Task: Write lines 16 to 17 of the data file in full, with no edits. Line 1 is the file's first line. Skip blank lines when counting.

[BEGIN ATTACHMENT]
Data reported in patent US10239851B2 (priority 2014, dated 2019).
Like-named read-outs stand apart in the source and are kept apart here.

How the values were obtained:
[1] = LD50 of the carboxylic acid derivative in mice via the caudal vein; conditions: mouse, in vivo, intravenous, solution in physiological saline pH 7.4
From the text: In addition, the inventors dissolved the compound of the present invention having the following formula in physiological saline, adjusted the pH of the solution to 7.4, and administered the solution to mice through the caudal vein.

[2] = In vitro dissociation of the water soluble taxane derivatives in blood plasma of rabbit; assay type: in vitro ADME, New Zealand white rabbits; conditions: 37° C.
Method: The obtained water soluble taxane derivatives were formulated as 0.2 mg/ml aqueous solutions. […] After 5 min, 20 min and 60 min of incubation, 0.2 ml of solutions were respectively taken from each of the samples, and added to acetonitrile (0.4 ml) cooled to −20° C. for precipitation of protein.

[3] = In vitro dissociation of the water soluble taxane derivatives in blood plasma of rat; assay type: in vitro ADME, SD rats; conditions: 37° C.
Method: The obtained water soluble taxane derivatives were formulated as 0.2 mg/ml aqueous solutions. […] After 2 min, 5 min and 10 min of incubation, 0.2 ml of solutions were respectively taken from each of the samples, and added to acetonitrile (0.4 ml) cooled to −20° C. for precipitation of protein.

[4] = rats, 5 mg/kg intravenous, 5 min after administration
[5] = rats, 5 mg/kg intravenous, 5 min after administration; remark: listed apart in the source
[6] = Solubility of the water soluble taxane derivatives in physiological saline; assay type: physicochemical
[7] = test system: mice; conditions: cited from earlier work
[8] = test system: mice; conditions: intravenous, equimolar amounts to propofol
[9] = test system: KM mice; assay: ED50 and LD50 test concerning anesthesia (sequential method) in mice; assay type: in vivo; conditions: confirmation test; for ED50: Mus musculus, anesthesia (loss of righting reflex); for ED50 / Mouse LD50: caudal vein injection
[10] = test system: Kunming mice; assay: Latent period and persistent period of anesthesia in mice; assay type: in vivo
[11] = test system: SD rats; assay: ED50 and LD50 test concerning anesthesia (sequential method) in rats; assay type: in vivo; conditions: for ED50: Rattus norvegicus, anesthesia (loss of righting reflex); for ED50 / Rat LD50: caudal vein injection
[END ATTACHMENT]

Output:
[10] = test system: Kunming mice; assay: Latent period and persistent period of anesthesia in mice; assay type: in vivo
[11] = test system: SD rats; assay: ED50 and LD50 test concerning anesthesia (sequential method) in rats; assay type: in vivo; conditions: for ED50: Rattus norvegicus, anesthesia (loss of righting reflex); for ED50 / Rat LD50: caudal vein injection